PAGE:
Contact: Stephanie Burns
BMJ-British Medical Journal
The findings provide the strongest evidence yet of H7N9 transmission
between humans, but the authors stress that its ability to transmit
itself is "limited and non-sustainable."
So does this imply that H7N9 has come one step closer towards
adapting fully to humans, ask James Rudge and Richard Coker from the
London School of Hygiene and Tropical Medicine, based in Bangkok, in an
Probably not, they say. Limited transmission between humans "is not
surprising, and does not necessarily indicate that the virus is on
course to develop sustained transmission among humans."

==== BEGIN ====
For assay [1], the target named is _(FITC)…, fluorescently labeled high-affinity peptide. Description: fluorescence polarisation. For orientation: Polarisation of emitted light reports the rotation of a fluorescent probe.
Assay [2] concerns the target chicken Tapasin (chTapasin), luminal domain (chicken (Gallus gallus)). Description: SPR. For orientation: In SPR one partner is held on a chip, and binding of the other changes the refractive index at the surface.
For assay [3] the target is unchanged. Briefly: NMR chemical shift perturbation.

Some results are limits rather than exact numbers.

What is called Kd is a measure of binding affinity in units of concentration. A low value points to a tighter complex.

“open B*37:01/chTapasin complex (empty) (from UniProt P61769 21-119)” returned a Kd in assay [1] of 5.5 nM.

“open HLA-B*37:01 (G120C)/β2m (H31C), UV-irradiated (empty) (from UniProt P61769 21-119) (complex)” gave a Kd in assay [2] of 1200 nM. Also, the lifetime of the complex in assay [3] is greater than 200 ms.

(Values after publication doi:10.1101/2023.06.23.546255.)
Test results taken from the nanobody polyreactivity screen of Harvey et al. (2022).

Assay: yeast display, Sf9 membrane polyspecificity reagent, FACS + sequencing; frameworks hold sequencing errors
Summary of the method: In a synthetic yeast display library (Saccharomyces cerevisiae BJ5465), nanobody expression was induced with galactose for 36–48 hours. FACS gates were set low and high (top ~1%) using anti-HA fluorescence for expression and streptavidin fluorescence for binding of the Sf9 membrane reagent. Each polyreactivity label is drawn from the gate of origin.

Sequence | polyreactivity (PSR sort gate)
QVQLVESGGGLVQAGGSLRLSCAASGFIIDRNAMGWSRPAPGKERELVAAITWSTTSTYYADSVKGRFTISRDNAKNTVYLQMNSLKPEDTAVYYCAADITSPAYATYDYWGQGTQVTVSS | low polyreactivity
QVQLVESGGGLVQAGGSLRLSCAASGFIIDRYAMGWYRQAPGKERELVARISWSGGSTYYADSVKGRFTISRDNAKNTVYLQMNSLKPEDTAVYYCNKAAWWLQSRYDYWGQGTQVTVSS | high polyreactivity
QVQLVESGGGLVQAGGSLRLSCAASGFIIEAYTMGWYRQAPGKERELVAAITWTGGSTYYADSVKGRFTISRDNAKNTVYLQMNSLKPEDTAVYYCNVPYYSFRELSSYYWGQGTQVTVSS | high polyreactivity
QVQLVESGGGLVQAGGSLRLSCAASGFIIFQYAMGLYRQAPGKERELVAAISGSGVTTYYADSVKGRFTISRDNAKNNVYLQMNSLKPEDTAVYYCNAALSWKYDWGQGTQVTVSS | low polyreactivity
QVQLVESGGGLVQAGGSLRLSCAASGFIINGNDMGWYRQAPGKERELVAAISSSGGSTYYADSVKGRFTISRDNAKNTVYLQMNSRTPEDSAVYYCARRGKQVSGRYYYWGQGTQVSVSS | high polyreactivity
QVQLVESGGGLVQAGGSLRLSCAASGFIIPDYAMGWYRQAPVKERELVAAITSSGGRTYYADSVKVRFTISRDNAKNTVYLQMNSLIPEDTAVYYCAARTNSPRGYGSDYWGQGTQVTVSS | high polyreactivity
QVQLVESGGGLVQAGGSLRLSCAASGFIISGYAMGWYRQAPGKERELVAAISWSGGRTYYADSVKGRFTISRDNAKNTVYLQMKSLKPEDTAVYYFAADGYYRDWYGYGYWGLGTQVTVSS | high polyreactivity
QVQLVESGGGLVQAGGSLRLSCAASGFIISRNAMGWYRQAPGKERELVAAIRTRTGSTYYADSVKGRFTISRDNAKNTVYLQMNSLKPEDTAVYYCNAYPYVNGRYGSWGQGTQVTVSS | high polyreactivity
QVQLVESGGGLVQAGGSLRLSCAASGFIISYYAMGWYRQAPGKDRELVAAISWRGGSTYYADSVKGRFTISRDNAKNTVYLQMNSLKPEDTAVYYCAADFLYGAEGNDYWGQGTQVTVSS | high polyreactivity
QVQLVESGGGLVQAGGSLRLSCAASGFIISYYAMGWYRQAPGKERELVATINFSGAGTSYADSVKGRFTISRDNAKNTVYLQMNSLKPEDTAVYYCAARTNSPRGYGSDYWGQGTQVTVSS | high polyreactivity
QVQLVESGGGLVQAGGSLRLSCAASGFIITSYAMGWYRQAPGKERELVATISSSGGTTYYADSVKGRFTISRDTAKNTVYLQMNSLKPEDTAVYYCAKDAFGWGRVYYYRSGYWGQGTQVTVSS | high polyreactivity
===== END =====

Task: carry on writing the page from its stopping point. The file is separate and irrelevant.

Nevertheless, they point to several traits of H7N9 are of particular
concern, and conclude that, while this study might not suggest that
H7N9 is any closer to delivering the next pandemic, "it does provide a
timely reminder of the need to remain extremely vigilant: the threat
posed by H7N9 has by no means passed."
Complete Article: http://www.eurekalert.org/pub_releases/2013-08/bmj-fpp080513.php